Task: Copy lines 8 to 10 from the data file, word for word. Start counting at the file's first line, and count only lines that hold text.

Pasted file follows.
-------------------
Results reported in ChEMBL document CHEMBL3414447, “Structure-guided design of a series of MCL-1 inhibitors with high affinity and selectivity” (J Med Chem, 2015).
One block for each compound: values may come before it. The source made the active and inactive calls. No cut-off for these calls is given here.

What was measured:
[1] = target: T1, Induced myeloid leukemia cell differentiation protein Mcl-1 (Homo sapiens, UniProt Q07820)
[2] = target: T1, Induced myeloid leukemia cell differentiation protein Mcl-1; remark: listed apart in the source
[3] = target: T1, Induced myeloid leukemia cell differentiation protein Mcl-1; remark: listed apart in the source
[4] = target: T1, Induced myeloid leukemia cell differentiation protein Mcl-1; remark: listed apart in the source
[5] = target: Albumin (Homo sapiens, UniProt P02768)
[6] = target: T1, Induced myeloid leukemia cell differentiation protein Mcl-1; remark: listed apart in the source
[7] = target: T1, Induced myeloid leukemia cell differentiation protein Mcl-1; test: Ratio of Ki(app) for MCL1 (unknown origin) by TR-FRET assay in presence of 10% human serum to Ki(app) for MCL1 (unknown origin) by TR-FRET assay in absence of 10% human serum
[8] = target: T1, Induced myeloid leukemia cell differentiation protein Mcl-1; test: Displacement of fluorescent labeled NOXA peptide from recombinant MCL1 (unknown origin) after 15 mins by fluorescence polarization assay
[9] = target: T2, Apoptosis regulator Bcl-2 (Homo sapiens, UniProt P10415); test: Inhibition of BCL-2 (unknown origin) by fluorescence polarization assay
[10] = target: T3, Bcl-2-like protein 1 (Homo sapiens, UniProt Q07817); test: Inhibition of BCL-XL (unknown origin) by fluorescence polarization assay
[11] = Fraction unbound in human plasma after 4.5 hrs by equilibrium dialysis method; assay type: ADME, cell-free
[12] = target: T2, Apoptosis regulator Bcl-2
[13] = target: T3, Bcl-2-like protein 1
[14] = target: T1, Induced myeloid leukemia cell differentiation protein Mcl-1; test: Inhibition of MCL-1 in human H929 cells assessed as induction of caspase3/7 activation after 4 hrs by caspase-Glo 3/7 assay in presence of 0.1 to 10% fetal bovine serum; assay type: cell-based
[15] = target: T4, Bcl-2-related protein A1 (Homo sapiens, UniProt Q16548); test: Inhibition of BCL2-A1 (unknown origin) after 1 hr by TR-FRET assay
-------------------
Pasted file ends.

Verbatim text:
[5] = target: Albumin (Homo sapiens, UniProt P02768)
[6] = target: T1, Induced myeloid leukemia cell differentiation protein Mcl-1; remark: listed apart in the source
[7] = target: T1, Induced myeloid leukemia cell differentiation protein Mcl-1; test: Ratio of Ki(app) for MCL1 (unknown origin) by TR-FRET assay in presence of 10% human serum to Ki(app) for MCL1 (unknown origin) by TR-FRET assay in absence of 10% human serum